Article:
In 2017, the Redwood County Child Advocacy Center (CAC) served 45 youth.
One year later, that number jumped to 79.
According to Sarah Reynolds, CAC coordinator, the program served 10 children in January, with another 10 on the case load so far in February. Should that trend continue, the entity could easily serve more than 100 children in crisis before 2019 comes to an end.
Reynolds shared that information with the Redwood County Board of Commissioners Feb. 5 during its first scheduled meeting of the month, with the board members expressing a mix of feelings about that trend.
The fact that numbers are increasing indicates that the CAC is gaining a reputation as a place where people can send children who are facing traumatic experiences, but, on the other hand, it also demonstrates that there are that many children in the region who have become victims of some sort of crime.
The CAC in Redwood County, which is housed in the courthouse in Redwood Falls is fully grant funded.
Dollars come in from a variety of sources, and through those grants the CAC provides a service not only to Redwood County but to southwest Minnesota.
Marcia Miliken, who serves as the executive director of the Minnesota Children’s Alliance, which is a statewide coalition of child advocacy centers, said the Redwood County CAC is offering a great program for the region. She added even though it is still a young program it is gaining a reputation as a place law enforcement officials, county attorneys and others can utilize as a resource when a child needs to be interviewed following a traumatic event in their life, whether they have been the victim of sexual abuse or have witnessed a crime.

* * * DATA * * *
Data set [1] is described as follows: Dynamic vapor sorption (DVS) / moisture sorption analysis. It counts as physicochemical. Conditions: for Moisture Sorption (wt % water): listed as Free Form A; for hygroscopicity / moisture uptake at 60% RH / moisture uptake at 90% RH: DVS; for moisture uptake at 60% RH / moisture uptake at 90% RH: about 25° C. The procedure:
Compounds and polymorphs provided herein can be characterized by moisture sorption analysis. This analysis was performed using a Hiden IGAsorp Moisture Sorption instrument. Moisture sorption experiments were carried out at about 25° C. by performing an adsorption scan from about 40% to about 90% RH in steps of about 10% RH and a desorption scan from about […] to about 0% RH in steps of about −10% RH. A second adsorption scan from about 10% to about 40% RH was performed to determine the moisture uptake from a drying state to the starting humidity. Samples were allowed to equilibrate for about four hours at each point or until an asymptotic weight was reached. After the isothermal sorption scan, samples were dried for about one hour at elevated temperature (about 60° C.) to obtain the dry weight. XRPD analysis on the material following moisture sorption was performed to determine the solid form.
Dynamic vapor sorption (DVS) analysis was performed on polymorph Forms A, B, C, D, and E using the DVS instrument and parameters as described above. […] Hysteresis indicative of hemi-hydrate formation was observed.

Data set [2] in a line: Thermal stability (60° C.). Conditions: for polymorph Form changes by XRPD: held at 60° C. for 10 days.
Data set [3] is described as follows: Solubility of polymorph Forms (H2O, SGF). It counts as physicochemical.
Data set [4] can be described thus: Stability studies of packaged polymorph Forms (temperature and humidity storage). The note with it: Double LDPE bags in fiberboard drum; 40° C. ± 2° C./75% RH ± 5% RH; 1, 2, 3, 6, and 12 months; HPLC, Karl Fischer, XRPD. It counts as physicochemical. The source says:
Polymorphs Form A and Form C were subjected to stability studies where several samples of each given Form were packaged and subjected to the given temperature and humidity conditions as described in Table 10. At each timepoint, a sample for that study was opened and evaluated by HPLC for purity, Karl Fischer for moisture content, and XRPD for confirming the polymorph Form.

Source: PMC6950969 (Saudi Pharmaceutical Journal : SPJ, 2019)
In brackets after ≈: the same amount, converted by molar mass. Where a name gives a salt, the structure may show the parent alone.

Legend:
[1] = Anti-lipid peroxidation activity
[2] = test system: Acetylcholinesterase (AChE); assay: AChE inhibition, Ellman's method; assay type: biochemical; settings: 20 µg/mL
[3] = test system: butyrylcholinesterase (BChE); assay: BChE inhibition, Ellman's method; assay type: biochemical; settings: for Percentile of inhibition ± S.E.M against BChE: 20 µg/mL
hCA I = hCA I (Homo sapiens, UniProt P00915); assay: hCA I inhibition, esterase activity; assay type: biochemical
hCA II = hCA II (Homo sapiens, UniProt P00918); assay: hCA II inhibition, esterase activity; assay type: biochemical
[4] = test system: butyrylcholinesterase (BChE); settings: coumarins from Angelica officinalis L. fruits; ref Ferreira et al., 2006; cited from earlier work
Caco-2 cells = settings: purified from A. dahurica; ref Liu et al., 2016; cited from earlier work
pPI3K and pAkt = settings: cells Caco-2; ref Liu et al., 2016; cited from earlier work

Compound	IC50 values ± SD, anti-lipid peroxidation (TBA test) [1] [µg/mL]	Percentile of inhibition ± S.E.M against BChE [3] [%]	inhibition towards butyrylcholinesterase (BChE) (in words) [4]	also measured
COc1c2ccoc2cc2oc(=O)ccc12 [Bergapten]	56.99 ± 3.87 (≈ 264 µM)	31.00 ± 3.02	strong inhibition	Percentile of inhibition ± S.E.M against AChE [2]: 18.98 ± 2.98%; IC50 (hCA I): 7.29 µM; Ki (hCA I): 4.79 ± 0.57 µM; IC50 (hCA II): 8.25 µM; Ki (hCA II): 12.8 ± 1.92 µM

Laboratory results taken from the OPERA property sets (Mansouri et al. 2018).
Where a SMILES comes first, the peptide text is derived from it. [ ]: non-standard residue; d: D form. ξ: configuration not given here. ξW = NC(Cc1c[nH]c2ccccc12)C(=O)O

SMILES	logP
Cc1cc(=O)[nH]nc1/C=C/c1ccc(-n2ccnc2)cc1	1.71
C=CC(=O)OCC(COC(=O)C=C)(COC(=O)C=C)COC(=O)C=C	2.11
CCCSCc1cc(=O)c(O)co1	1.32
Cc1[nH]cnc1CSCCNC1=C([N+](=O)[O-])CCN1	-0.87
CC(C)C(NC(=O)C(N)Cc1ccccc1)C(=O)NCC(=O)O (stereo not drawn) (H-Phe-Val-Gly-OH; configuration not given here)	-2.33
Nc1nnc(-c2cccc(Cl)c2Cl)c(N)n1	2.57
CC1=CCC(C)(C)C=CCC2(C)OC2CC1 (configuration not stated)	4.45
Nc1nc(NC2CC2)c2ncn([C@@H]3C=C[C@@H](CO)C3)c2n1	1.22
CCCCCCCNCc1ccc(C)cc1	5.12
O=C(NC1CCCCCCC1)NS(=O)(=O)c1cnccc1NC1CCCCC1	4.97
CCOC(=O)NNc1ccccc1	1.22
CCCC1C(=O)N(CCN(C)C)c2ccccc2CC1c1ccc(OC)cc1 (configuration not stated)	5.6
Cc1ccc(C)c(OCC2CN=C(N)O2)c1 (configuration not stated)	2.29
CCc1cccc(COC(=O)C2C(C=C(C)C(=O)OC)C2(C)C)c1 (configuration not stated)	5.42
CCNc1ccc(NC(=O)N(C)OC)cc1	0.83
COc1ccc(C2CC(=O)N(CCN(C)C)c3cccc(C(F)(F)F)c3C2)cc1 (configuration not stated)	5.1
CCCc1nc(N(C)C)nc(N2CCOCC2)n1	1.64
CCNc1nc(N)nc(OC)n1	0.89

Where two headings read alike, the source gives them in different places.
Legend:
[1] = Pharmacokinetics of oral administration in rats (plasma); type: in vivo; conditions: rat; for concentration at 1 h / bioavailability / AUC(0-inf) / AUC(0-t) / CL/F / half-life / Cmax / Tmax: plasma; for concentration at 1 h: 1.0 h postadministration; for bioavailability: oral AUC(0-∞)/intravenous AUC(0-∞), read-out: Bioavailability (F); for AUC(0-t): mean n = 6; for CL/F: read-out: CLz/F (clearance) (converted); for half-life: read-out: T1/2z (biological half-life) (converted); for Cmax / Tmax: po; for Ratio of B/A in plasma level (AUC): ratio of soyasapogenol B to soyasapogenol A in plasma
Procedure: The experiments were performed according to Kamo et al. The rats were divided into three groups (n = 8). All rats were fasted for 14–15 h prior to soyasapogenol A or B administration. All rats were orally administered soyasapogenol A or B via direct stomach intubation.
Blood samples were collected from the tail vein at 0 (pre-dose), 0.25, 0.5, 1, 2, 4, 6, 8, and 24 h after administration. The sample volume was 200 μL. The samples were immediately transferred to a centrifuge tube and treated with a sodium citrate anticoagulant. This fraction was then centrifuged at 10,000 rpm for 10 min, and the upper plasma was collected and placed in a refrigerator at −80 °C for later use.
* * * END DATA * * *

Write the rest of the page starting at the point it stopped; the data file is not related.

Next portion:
Jenna Peterson, Redwood County attorney, reiterated that fact, adding when she heard that a CAC was being developed in the county her vision of what it would be is what the CAC has become.
“This is a great resource,” said Peterson.
Miliken added the numbers indicate the need that exists for a program like this in southwest Minnesota. Although the CAC continues to work toward becoming accredited, Miliken said not reaching that status does not prevent the CAC from offering a quality program for the region. The biggest challenge toward that accreditation continues to be the need for medical service at a local level.
Reynolds said overcoming that barrier continues to be an area of emphasis for the CAC, but she said the local medical facility has informed her that the physicians are classified as contracted doctors and therefore it could not require an individual to fill that role. In the meantime the CAC is working toward what is known as associate membership at the national level.
The board expressed its appreciation of Reynolds and her staff for the success the program has become, with Lon Walling, county commissioner adding as he hears what has been going on it fits with what he envisioned the program to be when the board initially approved moving forward with it.
In addition to hearing the CAC progress report, the county board took action on a number of other items, including:
• Approving a request from Dustin Hunter, Redwood County veterans service officer, to send a letter to politicians who represent Minnesota in an effort to help move forward the veterans cemetery project in Redwood County.
• Setting a public hearing date for the adoption of the codified ordinance for the county. That hearing will be March 5 at 10 a.m. at the county government center.
• Approving the purchase of a new John Deere lawn mower from C&B Operations in Tracy at a cost of $25,062.19. The new mower will be used at Plum Creek Park. Scott Wold added should the piece of equipment not be available for purchase until after April 1 the cost will increase because of the added sales tax.
• Approving the employment of Nicholas Haupt as a Redwood County sheriff’s deputy effective Feb. 6.
• Approving a law enforcement grievance settlement, with the board agreeing to pay a stipend of $350 per month for the individual who serves on the drug task force.